So then, after so many decades of Popeye where should the character go from here?  That was the problem when Jules Feiffer, a former assistant to Will Eisner and long time cartoonist  of The Village Voice, was assigned the task of writing an original screenplay to a live action version of Popeye in the late 70's (the film was released in 1980) for director Robert Altman.  Feiffer, who long preferred Segar's vision of the character found himself at odds with  director Altman (and producer Robert Evans) who insisted on elements familiar to audiences through the Fleischer cartoons. This resulted in characters such as Pappy, Bluto and Spinach being introduced in oddly prosaic fashion. Popeye's epic search for Pappy had taken months in Segar's strip making the reveal of "the Commodore's" identity in the film underwhelming by comparison. Castor Oyl, a major character in the strip, was also severely neutered and was played in a manner similar to the Kent Dorfman character played by Stephen Furst in 1978's 'Animal House' (Castor was played by similar type Donovan Scott). Still, Feiffer was able to get the period of the film correct and suitably depressed surroundings, lack of food, money and amenities (an important satirical element of the Segar original) were all depicted and pop tunesmith Harry Nillson was able to add some good songs. Audience response was, however, mixed. Leonard Maltin suggested in his review that movie goers: "Tune in a few hours' worth of Max Fleischer cartoons; you'll be much better off".  He had a point since technology did not yet exist to properly depict the wild comic violence of both strip and animated cartoon, an essential element of Popeye, within live action parameters. Those scenes in the live action Popeye were clumsy indeed.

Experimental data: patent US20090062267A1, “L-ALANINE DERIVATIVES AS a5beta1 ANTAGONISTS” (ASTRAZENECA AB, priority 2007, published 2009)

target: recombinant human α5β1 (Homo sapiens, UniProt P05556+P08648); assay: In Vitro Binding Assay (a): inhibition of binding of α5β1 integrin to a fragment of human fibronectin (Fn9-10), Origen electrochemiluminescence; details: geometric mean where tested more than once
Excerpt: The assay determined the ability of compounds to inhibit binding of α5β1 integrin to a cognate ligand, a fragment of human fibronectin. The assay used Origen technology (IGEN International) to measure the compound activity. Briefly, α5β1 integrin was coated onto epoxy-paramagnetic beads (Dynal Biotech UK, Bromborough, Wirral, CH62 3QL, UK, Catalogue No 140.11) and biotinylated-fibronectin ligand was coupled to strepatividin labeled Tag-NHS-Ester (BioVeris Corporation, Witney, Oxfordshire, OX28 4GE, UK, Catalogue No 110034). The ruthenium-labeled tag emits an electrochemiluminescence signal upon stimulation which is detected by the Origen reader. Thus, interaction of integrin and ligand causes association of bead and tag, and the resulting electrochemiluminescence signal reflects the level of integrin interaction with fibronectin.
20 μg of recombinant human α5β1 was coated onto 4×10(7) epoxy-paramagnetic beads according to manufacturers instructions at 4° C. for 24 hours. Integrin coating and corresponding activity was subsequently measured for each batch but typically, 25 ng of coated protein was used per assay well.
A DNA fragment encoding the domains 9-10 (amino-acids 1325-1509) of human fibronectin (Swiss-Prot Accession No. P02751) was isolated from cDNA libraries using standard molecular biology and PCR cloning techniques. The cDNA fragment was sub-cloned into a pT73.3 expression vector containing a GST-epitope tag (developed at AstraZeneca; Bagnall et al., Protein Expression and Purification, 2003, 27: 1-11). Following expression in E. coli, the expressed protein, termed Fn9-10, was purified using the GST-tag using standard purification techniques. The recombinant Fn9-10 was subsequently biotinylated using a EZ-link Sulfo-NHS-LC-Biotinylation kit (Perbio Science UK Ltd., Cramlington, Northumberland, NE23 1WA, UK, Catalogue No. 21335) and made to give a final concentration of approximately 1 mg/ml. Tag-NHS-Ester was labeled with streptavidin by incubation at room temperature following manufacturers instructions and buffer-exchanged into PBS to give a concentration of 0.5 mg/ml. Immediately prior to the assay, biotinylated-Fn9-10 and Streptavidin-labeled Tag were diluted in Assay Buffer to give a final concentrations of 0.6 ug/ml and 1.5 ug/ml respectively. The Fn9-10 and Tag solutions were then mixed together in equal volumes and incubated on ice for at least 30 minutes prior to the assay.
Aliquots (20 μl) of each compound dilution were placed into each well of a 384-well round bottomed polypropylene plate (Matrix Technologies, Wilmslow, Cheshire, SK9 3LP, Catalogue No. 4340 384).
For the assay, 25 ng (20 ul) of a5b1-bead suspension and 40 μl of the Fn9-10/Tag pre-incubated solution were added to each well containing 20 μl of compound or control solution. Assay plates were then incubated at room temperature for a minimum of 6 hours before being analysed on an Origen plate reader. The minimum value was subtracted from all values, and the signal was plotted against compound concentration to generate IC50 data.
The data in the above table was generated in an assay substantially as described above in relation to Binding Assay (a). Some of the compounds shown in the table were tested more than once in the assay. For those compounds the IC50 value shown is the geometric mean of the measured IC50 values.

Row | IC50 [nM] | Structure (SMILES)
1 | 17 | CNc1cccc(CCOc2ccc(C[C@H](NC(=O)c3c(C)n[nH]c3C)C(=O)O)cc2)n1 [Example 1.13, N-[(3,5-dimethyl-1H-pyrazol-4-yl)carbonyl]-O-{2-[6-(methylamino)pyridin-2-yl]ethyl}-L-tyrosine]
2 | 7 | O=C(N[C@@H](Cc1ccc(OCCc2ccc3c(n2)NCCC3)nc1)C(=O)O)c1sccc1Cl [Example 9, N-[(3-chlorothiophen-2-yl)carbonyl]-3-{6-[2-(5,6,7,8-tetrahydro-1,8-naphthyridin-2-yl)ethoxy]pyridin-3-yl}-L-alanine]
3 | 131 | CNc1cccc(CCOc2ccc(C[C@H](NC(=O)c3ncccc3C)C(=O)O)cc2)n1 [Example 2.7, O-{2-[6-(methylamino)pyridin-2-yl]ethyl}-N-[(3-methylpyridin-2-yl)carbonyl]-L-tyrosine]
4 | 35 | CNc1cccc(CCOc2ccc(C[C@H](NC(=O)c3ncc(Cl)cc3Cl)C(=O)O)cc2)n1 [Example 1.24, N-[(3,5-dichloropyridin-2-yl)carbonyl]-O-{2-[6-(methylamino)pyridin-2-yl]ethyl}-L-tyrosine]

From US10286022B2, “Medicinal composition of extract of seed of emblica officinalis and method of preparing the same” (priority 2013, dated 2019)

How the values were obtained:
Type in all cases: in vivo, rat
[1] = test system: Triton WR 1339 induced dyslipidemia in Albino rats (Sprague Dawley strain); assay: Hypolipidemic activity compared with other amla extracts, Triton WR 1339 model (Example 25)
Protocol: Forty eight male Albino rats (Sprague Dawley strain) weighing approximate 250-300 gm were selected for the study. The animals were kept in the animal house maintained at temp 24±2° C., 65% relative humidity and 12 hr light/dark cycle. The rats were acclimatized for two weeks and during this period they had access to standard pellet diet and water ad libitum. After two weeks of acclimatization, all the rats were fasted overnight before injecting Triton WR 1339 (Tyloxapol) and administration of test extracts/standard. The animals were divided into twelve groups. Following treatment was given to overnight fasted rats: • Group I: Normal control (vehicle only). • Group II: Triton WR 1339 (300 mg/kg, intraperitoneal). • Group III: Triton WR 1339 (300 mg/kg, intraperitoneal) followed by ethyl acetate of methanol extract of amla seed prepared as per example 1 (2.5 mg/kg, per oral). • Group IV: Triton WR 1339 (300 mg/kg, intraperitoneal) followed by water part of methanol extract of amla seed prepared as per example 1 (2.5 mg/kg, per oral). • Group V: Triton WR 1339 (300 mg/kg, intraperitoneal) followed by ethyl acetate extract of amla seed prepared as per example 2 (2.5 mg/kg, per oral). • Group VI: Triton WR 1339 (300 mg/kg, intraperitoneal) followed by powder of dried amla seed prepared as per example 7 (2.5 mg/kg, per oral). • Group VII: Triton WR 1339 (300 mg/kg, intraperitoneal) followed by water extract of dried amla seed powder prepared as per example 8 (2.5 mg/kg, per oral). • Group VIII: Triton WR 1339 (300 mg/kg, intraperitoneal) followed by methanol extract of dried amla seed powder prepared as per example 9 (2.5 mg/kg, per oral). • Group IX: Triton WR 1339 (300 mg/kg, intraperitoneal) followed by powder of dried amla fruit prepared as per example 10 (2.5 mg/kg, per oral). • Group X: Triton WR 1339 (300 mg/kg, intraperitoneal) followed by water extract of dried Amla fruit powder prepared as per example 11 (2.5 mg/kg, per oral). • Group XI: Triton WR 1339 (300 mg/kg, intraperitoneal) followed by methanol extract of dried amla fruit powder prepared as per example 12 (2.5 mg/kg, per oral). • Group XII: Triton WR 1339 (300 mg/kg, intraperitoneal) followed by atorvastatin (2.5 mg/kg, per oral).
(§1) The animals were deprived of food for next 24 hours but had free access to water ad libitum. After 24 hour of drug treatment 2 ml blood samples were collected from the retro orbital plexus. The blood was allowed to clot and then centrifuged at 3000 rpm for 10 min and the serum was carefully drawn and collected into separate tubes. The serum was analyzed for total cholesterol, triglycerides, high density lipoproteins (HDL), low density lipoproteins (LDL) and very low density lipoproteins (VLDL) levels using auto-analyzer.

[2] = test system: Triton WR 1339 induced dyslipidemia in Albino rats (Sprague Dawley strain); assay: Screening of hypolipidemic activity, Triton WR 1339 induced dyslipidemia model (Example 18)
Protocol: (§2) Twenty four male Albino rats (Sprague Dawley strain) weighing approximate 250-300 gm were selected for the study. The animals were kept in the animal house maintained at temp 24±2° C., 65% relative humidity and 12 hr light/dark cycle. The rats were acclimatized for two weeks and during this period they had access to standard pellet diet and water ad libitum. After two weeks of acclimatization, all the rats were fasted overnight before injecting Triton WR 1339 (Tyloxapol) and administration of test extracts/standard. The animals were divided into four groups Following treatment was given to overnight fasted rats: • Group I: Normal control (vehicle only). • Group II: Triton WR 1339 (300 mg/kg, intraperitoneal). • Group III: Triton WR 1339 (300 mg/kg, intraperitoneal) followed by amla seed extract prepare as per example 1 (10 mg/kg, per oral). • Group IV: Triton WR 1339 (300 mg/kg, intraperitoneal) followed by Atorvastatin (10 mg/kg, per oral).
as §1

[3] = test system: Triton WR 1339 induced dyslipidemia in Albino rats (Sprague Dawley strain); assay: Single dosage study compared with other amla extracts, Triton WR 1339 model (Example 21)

Neither fish nor fowl the 1980 live action Popeye had some good and not-so-good elements. It's since found it's audience on home video, DVD etc.

The problem with the live action film underlines an intrinsic problem with adapting Popeye to the big screen: how to keep the characters vital while meeting the needs of many audiences: fans of the comic strip, fans of the animated cartoons  and audiences new to Popeye.  Nowadays this is usually done by numerous script doctors tasked with putting a percentage of the film towards 'fan service' and a percentage towards 'general entertainment' (generic elements of contemporary block busters) for a result which usually comes off as highly clinical.  That is the Popeye we are most likely to see.  If not  from Tartakovsky then somebody else.

Model from 'Puppet Love' (Image: Popeye Animator's Blogspot)

But is it even worth it? As far as I'm concerned the best animated Popeye has been done already: by the Fleischers.  Thankfully those were issued on DVD so we can at least have easy access to them: a door which was closed and locked for decades. But what is there to add that hasn't already been tried in the 87 years since Popeye's birth?  There have already been too many Popeyes.  Personally I can only see one path that's even worth exploring: a faithful cinematic adaptation of a Segar continuity.